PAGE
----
Goodbye Twentieth Century
Introducing the now 89-year-old Dannie Abse CBE, whose newly ‘bang-up-to-date’ autobiography Goodbye Twentieth Century is the 32nd and latest title in the Library of Wales, series editor Dai Smith cuts to the chase. Holding up a copy of The Western Mail, which he claims to have sneaked in ‘past the Telegraph’s spies’, he quotes the story on the back page – about Cardiff City’s change of shirt colour from blue to red – and says to Abse, a lifelong City fan: ‘What the hell do you make of that?’
‘It’s an existentialist problem,’ says Abse, ‘but I’m sure I’ll get used to it, just as I had to get used to the move from Ninian Park to the new stadium.’ It is a light-hearted moment – football is certainly cast into its true level of importance by some of what Smith calls ‘the miseries and tragedies’ that have blighted Abse’s life in recent years – but it does hint at something about the way the world has changed over the near-century course of Abse’s lifetime.
The reprint of Abse’s novel Ash on a Young Man’s Sleeve made him the first living author in the Library of Wales’ ‘dead cast’ and the two men continue the discussion with an exploration of autobiography and fiction. Many readers thought that Ash on a Young Man’s Sleeve was thinly veiled autobiography – including Abse’s own mother, who began to believe an incident in the book, in which Uncle Bertie gets into a fight, had really happened. Abse had totally invented it, but the use of real people’s names and the Cardiff in which he had grown up blurred the lines. Reading from his own Afterword, Abse cites a quotation from the Chinese painter Liaozhai – ‘it’s hard to paint a horse but damnably easy to paint a ghost’ – as evidence that ‘critics are more comfortable with the novel or play or poem that disguises autobiography’ than autobiography itself. It sounds like, Abse maintains, ‘a very narcissistic exercise’.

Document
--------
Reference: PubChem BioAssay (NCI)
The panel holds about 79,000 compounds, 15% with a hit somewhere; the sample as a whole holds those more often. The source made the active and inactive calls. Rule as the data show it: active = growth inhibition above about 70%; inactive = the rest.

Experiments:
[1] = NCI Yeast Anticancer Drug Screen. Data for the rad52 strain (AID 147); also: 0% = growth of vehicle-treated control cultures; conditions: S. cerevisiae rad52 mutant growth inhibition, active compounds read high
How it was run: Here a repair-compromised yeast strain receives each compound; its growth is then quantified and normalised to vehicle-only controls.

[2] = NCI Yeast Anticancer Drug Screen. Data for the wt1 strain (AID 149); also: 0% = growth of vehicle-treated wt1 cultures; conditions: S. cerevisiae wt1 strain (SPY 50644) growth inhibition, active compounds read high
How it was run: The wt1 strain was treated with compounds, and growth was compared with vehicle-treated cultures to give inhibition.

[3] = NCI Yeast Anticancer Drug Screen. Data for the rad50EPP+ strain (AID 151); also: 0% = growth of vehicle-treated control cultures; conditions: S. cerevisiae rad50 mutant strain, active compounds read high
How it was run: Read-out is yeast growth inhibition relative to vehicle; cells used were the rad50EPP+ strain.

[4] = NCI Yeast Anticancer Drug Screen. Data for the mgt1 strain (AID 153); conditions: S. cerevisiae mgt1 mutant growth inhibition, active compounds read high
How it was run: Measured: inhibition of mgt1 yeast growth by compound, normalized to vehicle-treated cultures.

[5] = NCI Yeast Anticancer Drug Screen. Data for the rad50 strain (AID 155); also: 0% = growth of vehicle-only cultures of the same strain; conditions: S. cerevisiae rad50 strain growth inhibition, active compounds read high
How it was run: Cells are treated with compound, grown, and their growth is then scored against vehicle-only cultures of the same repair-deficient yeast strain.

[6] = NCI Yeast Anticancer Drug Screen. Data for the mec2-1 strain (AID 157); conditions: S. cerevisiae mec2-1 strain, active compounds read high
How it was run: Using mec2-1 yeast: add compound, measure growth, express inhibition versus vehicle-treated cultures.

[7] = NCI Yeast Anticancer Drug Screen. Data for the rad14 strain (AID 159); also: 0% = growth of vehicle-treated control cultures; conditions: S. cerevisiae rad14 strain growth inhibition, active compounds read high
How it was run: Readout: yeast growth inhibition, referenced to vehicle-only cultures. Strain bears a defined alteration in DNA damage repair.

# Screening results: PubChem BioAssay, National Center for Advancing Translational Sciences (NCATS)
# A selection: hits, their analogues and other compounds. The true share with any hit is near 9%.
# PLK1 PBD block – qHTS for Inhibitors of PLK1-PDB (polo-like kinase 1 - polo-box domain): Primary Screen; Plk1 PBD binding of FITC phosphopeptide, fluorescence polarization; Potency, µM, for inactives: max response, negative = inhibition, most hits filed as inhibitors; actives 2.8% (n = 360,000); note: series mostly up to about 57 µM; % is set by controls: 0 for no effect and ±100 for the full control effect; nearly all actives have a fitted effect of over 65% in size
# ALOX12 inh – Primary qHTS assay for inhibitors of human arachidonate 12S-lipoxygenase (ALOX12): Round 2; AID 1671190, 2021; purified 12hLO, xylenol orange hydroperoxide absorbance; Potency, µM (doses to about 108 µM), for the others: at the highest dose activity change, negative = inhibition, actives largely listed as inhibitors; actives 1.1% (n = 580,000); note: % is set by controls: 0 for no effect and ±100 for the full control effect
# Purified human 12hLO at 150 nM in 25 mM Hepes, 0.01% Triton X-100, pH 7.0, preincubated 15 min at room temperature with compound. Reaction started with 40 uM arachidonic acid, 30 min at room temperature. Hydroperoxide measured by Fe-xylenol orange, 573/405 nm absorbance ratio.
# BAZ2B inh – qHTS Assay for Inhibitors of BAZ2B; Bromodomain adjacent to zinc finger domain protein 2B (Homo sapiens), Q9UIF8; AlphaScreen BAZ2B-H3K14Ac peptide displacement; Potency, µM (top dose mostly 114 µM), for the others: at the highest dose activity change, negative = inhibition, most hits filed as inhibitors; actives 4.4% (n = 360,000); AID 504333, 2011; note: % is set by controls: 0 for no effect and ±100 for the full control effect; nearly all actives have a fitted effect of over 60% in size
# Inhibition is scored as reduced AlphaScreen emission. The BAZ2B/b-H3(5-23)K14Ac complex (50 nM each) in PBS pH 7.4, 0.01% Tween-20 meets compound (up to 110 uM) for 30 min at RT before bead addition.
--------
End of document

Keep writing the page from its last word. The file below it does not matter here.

But in the case of Dannie Abse it is a very worthwhile one. Abse was a firsthand witness to the political tensions of the 1930s, watching his brother Leo take to the soapbox; he did his medical training in London, living among many refugees from Europe – including Elias Canetti – in Aberdare Gardens, Swiss Cottage; he met Dylan Thomas around this time; the house next door to his was bombed during the war. But Abse’s autobiography pivots on two tragedies: one universal, the other personal.
‘Auschwitz made me more of a Jew than Moses ever did,’ says Abse, a Welshman by birth and temperament but ‘a Jew as long as there’s one anti-Semite alive.’ There is a quiet but heartfelt murmur of assent from the marquee. Abse must be fairly unique in his upbringing; as a small child, when his mother wasn’t speaking English, he was never sure whether she had gone back into Welsh or Yiddish; she spoke both. ‘I’m ap Dafydd but also of David,’ says Abse simply.
Abse’s keen awareness – as a British Jew born in 1923 – of ‘survivor guilt’ was also brought into sharp, tragic focus by the death of his wife Joan, in a car accident in 2005. Bravely, Abse has not only written about the trauma and his grief in poetry and prose, but revisits the section of his autobiography here, reading about personal tragedy in front of a public audience.
For so many reasons, Dannie Abse is a remarkable writer and a remarkable man. We in Wales are lucky to count him as one of our own.
Banner illustration by Dean Lewis